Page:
Nanomagnetic sponges to clean precious works of art

Sep 03, 2007
Nanomagnetic Sponge
Nanomagnetic sponge. Credit: Courtesy of Piero Baglioni, University of Florence, Italy

Chemists in Italy are reporting “a real breakthrough” in technology for cleaning and conserving priceless oil paintings, marble sculptures and other works of art in an article in the Aug. 14 issue of ACS’ Langmuir, a bi-weekly journal.

In the report, Piero Baglioni and colleagues describe development and successful testing on artworks of “nanomagnetic sponges” that could have a range of other applications in cosmetics, detergents, and biotechnology.

Highlighting potential uses in art conservation, the report explains that conservators often use solvents and other cleaning agents in a gel formulation, somewhat similar in consistency to gelatin desert. Compared to liquids, gels have less of a tendency to soak deep into the surface of artwork and cause damage. Gels, however, are difficult to remove from painted surfaces and may leave behind undesirable residues.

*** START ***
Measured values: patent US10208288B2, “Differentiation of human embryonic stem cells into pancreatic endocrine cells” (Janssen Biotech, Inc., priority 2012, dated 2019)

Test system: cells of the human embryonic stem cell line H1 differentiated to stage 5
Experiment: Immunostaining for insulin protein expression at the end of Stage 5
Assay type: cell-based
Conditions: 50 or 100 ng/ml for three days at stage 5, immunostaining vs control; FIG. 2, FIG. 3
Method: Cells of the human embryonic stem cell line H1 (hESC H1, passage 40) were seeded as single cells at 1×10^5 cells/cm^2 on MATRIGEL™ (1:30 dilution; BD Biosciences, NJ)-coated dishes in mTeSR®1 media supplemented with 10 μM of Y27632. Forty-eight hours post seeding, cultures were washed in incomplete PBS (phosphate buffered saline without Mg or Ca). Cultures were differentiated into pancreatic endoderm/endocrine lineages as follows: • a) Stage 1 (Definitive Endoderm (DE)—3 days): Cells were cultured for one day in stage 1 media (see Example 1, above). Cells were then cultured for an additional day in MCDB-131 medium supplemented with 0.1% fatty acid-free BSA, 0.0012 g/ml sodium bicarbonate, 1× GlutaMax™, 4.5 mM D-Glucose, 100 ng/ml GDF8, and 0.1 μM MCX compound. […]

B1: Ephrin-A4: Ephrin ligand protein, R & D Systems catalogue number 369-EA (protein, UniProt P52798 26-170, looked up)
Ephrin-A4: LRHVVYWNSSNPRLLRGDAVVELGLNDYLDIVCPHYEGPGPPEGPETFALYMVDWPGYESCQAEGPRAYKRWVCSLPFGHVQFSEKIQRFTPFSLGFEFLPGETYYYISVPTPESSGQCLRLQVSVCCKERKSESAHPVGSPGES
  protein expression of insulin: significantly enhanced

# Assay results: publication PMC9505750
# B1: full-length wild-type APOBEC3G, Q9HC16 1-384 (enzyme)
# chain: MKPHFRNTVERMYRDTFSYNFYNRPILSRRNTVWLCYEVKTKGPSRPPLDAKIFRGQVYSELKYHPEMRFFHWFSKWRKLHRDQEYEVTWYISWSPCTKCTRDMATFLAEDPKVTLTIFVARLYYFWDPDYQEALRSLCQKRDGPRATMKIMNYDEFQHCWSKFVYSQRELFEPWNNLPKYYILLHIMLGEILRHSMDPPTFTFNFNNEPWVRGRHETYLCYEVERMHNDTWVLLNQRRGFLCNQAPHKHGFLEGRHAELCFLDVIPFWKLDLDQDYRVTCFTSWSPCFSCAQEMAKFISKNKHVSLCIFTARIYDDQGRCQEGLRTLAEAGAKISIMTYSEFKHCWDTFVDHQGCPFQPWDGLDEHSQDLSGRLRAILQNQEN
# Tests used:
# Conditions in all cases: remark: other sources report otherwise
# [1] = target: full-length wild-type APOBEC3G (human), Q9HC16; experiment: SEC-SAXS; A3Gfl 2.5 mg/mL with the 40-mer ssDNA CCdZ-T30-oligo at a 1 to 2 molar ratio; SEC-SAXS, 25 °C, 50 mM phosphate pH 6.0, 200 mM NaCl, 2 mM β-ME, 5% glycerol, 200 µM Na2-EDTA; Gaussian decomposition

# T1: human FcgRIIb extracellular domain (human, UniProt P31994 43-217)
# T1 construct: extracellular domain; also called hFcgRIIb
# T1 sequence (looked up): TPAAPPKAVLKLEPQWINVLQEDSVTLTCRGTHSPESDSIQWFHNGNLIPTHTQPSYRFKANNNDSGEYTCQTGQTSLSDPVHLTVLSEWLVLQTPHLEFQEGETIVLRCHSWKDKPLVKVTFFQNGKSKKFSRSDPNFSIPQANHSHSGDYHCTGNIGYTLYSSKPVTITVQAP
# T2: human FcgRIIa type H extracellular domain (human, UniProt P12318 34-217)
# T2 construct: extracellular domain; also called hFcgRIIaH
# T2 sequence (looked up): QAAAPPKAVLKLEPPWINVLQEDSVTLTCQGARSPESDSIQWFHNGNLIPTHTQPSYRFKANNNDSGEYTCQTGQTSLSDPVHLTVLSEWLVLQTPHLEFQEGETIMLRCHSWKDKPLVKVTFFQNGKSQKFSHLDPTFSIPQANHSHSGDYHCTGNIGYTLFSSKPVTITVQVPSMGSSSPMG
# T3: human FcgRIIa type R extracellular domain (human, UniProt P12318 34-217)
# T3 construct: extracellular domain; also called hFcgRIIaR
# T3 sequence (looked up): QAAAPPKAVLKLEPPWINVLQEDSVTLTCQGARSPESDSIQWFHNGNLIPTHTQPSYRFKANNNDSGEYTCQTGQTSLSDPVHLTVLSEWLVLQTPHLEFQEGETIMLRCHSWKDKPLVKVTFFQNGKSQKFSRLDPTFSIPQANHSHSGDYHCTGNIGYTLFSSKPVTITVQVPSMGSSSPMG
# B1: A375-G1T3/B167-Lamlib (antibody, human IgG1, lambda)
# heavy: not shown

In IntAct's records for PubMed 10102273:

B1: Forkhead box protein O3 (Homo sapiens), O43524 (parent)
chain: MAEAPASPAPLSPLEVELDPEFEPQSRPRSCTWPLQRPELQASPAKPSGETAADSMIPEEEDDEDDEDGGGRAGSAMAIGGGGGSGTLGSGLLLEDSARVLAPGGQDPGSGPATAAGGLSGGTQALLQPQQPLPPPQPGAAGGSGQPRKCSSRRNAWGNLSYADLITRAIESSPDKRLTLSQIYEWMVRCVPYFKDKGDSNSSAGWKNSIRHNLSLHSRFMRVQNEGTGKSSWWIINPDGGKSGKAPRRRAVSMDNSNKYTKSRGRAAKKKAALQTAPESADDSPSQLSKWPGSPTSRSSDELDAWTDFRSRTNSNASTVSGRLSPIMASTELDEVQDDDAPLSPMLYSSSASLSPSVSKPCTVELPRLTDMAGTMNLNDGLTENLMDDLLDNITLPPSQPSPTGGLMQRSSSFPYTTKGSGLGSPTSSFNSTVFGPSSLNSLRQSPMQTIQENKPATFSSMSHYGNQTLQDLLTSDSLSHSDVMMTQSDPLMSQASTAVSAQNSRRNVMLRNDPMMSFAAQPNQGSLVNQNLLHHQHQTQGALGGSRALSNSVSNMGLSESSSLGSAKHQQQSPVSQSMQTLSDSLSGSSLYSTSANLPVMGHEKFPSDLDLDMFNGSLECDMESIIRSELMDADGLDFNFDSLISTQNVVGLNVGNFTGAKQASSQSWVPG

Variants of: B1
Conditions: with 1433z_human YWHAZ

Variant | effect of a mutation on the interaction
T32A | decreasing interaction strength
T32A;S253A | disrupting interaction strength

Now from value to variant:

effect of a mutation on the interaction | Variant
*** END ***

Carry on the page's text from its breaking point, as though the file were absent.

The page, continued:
The new nanomagnetic sponges — made from nanoparticles so small that about 10,000 would fit across the diameter of a human hair — overcome that problem, the report states. The sponges can be loaded with solvents and other cleaning agents, and cut with a knife or scissors into desired shapes for application to specific, soiled areas of a painting. When the cleaning is done, conservators can remove the gel with a magnet.

“The nanomagnetic gel represents the most advanced and versatile system for cleaning and will have a dramatic impact on the conventional methods used in the conservation field and in several other fields where fine tuning of the release or uptake of confined material is required,” the report states.

Source: American Chemical Society

Explore further: New analytical technology reveals 'nanomechanical' surface traits

add to favorites email to friend print save as pdf

Related Stories

Recommended for you

Biomimetic photodetector 'sees' in color

Aug 25, 2014

(Phys.org) —Rice University researchers have created a CMOS-compatible, biomimetic color photodetector that directly responds to red, green and blue light in much the same way the human eye does.

User comments : 0